Offense Success Rate at 60%, Defense Success Rate at 62%...Overall Dominant Longhorn Performance - NinosCorner Sports | Efficient Sports Analytics...Successful, Relevant Data

Saturday, September 23, 2017

Offense Success Rate at 60%, Defense Success Rate at 62%...Overall Dominant Longhorn Performance

Offense Success Rate at 60%, Defense Success Rate at 62%...Overall Dominant Longhorn Performance
by. BR Battle

Photo by: Eric Gay/Associate Press

The longhorns come away with a dominating win, the first in Coach Tom Herman’s Texas coaching career.  Although this win came against an inferior opponent in San Jose State, we all know the saying, “a win is a win.”  With Shane Buechelle sidelined with a shoulder injury, true freshman QB, Sam Ehlinger, received his first start as a member of the Texas football team.  Starting a true freshman, no matter what level of competition you face, will force any team to go back to basics, and for this Longhorn team that was shocked with a week 1 loss to Maryland, back to the basics is what they did.  

The Texas offense ran the ball nearly twice as much as they passed the ball, a necessary change from what we saw last week.  The result was an offense success rate of 60%.  Additionally, the Longhorns compiled 5 explosive plays of 15 yards or more, tallying an explosive rate of 9%.  The low number of explosive plays should not be alarming.  With Texas running the ball as much as they did, the opportunities for explosive plays decreases significantly.  The Longhorns sacrificed explosive plays for constant churning of 5 to 6 yards per play.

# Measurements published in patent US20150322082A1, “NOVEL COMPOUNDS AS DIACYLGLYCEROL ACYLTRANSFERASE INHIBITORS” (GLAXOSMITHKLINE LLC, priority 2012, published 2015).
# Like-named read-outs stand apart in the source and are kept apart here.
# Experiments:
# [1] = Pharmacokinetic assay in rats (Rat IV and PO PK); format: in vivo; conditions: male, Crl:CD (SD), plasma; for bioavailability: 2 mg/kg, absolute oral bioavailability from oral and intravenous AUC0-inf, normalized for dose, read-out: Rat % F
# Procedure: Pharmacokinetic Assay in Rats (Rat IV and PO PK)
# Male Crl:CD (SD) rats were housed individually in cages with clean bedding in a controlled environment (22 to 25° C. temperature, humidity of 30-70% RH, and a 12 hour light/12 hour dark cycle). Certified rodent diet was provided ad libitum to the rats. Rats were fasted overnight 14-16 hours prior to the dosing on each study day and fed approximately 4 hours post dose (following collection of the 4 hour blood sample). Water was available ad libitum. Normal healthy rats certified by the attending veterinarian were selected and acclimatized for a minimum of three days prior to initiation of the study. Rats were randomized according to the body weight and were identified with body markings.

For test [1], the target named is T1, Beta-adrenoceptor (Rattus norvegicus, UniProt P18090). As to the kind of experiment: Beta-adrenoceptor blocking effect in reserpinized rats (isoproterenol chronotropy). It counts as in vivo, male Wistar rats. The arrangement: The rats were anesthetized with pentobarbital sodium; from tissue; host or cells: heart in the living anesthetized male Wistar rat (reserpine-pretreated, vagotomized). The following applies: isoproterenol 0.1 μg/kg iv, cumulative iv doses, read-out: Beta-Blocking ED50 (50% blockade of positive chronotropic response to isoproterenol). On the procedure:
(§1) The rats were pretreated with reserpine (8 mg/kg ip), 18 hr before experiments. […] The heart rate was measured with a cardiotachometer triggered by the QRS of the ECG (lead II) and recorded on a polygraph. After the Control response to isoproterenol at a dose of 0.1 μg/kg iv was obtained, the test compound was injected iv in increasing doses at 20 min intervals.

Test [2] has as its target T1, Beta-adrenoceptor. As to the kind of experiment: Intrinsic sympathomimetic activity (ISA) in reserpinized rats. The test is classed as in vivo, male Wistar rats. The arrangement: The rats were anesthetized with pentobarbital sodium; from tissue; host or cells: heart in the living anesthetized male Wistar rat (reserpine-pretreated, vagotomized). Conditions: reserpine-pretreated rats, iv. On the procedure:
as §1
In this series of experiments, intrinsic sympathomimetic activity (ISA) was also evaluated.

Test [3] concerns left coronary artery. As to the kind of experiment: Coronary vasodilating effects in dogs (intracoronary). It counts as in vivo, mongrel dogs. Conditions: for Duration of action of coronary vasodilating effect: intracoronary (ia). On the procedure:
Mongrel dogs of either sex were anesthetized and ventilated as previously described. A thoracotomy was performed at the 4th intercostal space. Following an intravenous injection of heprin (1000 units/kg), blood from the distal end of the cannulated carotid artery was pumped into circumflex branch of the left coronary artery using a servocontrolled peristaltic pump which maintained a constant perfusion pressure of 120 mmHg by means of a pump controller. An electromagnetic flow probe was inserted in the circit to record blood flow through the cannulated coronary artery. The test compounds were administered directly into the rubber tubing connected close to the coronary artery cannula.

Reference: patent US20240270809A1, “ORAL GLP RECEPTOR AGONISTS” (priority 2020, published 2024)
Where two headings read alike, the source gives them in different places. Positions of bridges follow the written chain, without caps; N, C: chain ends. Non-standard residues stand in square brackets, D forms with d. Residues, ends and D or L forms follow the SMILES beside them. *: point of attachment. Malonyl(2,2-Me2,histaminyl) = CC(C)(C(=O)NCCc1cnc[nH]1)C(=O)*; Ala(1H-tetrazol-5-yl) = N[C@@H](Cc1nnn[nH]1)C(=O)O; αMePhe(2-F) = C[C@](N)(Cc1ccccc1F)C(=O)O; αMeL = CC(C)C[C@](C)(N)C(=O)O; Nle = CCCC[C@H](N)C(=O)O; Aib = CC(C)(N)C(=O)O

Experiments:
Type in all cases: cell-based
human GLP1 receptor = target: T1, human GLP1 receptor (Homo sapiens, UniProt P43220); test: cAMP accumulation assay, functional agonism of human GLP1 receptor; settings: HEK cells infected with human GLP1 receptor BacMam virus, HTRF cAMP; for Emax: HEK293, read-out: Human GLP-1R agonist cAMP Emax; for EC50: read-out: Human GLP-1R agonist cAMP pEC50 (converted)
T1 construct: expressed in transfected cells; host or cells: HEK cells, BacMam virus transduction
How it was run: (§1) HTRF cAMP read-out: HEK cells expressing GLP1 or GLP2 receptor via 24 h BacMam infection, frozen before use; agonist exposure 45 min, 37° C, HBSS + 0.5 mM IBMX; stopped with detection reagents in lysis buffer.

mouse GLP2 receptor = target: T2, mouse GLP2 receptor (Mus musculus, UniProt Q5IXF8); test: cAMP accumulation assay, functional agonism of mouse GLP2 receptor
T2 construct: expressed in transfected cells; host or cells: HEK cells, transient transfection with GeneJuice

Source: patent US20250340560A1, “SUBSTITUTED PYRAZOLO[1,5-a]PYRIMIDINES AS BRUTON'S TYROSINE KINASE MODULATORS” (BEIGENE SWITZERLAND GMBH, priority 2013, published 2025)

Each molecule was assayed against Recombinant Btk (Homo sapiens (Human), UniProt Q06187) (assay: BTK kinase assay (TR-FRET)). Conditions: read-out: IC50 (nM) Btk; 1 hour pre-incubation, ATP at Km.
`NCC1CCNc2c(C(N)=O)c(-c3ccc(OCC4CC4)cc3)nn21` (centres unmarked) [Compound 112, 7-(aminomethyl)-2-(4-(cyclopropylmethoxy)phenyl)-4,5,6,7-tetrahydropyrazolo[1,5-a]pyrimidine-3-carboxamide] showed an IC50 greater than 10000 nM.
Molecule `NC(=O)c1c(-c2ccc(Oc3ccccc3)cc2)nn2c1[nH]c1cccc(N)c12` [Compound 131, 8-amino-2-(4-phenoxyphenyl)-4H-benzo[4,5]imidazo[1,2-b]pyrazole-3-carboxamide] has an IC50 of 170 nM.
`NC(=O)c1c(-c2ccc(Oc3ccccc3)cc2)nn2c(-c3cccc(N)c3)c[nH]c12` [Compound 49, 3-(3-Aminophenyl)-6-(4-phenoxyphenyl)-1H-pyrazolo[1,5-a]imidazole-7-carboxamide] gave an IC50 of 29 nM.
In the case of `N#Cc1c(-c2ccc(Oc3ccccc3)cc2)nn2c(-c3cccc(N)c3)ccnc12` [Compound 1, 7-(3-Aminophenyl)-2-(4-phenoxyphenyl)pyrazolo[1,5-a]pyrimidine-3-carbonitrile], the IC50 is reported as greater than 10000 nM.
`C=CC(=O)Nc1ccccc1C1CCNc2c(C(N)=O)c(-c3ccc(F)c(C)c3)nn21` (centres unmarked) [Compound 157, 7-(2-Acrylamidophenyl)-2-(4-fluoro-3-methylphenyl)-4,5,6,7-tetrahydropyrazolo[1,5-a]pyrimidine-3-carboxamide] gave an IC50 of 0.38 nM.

The defense also had a pretty successful day.  They performed to a success rate of 62%, while only allowing 3 explosive plays, equating to a 6% explosive plays allowed rate.  



Although the defense did pitch a shutout, there were a few concerns that were shown in this game.  The Longhorn secondary has to get better from week-to-week.  San Jose State dropped a few passes that should have been caught or long, explosive plays and possible touchdowns.  However, these plays did not happen and the Longhorn defense was successful in shutting out the Aztecs.  Going forward in the season, Texas needs to figure out a way to apply pressure to the QB.  Applying pressure will allow the secondary a better opportunity to make plays.  No pressure on the QB equates to the defensive backs having to cover their opponents for a longer period of time.  The longer a defensive back is in coverage, the more opportunity the receiver has to get open. 




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